“When things unfolded I was in the same boat as everyone else. I had to see what was best for me and my family, whether in Cyprus or in Israel we were kind of riding the wave so to speak, whatever we could do to get them into a good situation. Guys that wanted to go to Cyprus or guys who wanted to stay in Israel. those who asked I was happy to share my previous experiences, but guys have to feel safe and secure and what one guy might be going through may not be the same for the others. The players empathized with their teammates situation. If it was the Israeli players who wanted to stay or the others who wanted to go.”
For the past month, Cohen and his teammates have been nomads flying around Europe from Cyprus to Valencia and from Athens to Belgrade having to live out of suitcases and hotels which of course isn’t ideal, but Cohen knows that at the end of the day Maccabi are ultimately in a fortunate nsituation.
“It’s definitely something new and we have to keep things in perspective. We are playing basketball for a living, what we are going through is nothing compared to what is going on in Israel. Flights and being away from our families are hard, but we are keeping in mind the situation as a whole. We are fortunate and we are lucky to have these jobs which allows us to keep playing basketball.”
Maccabi’s former sports director and legendary center Nikola Vujcic, left the club this past summer to return to his family in Croatia, however, with the situation unfolding as it did, he jumped at the opportunity to help the yellow-and-blue in any way that he could which meant rejoining the players in Cyprus and accompanying them during this difficult time.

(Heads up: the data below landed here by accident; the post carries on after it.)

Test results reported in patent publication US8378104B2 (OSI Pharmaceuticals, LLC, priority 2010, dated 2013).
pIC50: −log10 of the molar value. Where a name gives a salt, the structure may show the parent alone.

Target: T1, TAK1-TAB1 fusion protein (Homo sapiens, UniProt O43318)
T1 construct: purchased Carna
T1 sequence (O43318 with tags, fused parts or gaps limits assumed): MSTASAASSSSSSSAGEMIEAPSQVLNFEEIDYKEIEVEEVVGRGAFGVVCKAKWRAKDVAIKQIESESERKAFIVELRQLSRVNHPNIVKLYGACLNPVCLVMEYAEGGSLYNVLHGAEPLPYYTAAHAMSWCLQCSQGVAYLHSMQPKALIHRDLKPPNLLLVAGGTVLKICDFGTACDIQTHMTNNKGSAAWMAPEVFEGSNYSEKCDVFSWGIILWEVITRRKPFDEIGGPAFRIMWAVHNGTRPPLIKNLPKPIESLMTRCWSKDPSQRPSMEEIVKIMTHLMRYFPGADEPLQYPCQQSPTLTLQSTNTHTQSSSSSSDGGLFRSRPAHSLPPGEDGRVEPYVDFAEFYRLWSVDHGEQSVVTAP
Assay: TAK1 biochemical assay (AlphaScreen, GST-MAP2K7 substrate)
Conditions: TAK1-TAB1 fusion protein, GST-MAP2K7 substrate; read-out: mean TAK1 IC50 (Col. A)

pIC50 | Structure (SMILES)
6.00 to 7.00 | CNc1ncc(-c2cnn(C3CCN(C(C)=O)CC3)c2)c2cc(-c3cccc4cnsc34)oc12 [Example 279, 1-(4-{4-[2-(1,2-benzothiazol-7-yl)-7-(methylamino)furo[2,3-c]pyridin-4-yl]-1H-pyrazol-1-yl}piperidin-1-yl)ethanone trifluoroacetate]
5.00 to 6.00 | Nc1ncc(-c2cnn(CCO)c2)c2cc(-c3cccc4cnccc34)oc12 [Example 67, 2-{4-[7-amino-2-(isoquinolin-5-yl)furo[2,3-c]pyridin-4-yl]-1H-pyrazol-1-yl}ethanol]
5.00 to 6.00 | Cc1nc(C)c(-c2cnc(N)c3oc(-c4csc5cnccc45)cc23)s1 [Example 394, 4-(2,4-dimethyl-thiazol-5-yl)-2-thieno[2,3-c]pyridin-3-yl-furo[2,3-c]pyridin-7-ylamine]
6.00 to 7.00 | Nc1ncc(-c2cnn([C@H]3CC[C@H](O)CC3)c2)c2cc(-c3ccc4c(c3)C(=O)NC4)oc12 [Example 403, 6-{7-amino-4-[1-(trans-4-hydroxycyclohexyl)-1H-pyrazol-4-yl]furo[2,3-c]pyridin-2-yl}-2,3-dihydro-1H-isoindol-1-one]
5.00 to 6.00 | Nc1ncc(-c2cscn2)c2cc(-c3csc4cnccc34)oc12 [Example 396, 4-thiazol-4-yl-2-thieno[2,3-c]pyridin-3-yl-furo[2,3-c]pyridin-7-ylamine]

“Niko shows the spirit of the club and a lot about his personal moral compass, that in the time of need he puts all of his personal projects on the backburner and comes to help. Shows up, helps out in any capacity that is needed. He does things for others, for the country of Israel and it says the world about him, that in a time of need he shows up. For better or worse the people who make a difference are the ones who show.”
Cohen is very involved with the Euroleague players association and has been an active participant I the league for many years. With that, he was very thankful as to how many people reached out to him during this trying time to offer a word of support.
“I have received a lot of positive support from the people around me whether it’s players on opposing teams, friends of mine from around the league and even guys that I have never spoken to before sent me messages which I really appreciated. That’s the positive side of things in the face of this darkness and hatred that players who have no connection to Israel and are not Jewish still sent me messages to check in and to make sure our situation was good. That really meant a lot to me that the players really care about each other and that there is still some light in the world. It was very reassuring to not only get those messages from friends but also people outside of my friends. That really meant a lot to me.”
Maccabi will be playing their “home” games at the Pionir Arena, the same facility that the club won their first ever European championship back in 1977. However, fans will not be allowed to attend the games and those home contests where a packed Yad Eliyahu would make a huge difference against any Euroleague club will now be played in front of the teams themselves and media.